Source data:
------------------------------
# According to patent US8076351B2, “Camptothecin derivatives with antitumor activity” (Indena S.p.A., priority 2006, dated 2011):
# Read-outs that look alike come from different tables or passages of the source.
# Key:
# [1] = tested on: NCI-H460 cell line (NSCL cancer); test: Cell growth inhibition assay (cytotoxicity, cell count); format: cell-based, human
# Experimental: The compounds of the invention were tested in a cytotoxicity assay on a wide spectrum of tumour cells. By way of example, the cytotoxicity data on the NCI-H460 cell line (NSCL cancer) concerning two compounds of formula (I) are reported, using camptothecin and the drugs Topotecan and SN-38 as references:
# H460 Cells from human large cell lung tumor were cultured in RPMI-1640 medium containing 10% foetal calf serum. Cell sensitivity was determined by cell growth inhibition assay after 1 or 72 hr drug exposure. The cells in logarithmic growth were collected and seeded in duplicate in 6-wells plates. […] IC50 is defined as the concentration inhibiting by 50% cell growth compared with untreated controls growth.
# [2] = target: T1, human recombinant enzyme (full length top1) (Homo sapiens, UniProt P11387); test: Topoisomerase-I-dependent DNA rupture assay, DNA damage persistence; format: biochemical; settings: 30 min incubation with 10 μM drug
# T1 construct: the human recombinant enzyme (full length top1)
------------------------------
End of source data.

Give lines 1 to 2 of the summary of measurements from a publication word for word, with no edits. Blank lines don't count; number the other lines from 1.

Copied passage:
# According to patent US8076351B2, “Camptothecin derivatives with antitumor activity” (Indena S.p.A., priority 2006, dated 2011):
# Read-outs that look alike come from different tables or passages of the source.